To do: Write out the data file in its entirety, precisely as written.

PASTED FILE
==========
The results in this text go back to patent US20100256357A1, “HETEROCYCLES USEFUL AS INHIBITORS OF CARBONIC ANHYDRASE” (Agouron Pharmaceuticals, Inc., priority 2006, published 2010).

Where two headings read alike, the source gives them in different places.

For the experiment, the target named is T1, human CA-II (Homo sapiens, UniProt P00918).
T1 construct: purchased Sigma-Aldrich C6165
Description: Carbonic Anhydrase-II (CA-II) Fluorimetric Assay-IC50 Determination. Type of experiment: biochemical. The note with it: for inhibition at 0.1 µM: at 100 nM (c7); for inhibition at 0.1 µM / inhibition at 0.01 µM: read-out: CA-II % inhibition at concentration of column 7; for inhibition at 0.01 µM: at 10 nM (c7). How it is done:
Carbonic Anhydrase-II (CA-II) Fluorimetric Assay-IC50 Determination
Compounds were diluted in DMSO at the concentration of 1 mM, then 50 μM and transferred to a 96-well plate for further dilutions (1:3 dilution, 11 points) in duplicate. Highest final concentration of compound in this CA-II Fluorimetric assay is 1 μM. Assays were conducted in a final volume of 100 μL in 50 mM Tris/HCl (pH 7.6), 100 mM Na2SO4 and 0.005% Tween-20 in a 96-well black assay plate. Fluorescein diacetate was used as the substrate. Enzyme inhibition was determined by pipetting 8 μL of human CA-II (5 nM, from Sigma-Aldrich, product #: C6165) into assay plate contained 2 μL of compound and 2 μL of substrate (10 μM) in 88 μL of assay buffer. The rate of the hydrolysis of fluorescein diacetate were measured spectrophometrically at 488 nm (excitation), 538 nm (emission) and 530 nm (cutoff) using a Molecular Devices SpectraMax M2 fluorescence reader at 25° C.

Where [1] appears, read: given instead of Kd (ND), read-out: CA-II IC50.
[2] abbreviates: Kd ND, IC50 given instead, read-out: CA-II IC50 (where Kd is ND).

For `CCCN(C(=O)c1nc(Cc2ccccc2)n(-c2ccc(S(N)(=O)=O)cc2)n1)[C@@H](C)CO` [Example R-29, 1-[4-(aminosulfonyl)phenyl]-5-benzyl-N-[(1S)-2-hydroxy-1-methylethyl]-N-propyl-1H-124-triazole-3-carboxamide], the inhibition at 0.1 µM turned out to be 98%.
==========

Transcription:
The results in this text go back to patent US20100256357A1, “HETEROCYCLES USEFUL AS INHIBITORS OF CARBONIC ANHYDRASE” (Agouron Pharmaceuticals, Inc., priority 2006, published 2010).

Where two headings read alike, the source gives them in different places.

For the experiment, the target named is T1, human CA-II (Homo sapiens, UniProt P00918).
T1 construct: purchased Sigma-Aldrich C6165
Description: Carbonic Anhydrase-II (CA-II) Fluorimetric Assay-IC50 Determination. Type of experiment: biochemical. The note with it: for inhibition at 0.1 µM: at 100 nM (c7); for inhibition at 0.1 µM / inhibition at 0.01 µM: read-out: CA-II % inhibition at concentration of column 7; for inhibition at 0.01 µM: at 10 nM (c7). How it is done:
Carbonic Anhydrase-II (CA-II) Fluorimetric Assay-IC50 Determination
Compounds were diluted in DMSO at the concentration of 1 mM, then 50 μM and transferred to a 96-well plate for further dilutions (1:3 dilution, 11 points) in duplicate. Highest final concentration of compound in this CA-II Fluorimetric assay is 1 μM. Assays were conducted in a final volume of 100 μL in 50 mM Tris/HCl (pH 7.6), 100 mM Na2SO4 and 0.005% Tween-20 in a 96-well black assay plate. Fluorescein diacetate was used as the substrate. Enzyme inhibition was determined by pipetting 8 μL of human CA-II (5 nM, from Sigma-Aldrich, product #: C6165) into assay plate contained 2 μL of compound and 2 μL of substrate (10 μM) in 88 μL of assay buffer. The rate of the hydrolysis of fluorescein diacetate were measured spectrophometrically at 488 nm (excitation), 538 nm (emission) and 530 nm (cutoff) using a Molecular Devices SpectraMax M2 fluorescence reader at 25° C.

Where [1] appears, read: given instead of Kd (ND), read-out: CA-II IC50.
[2] abbreviates: Kd ND, IC50 given instead, read-out: CA-II IC50 (where Kd is ND).

For `CCCN(C(=O)c1nc(Cc2ccccc2)n(-c2ccc(S(N)(=O)=O)cc2)n1)[C@@H](C)CO` [Example R-29, 1-[4-(aminosulfonyl)phenyl]-5-benzyl-N-[(1S)-2-hydroxy-1-methylethyl]-N-propyl-1H-124-triazole-3-carboxamide], the inhibition at 0.1 µM turned out to be 98%.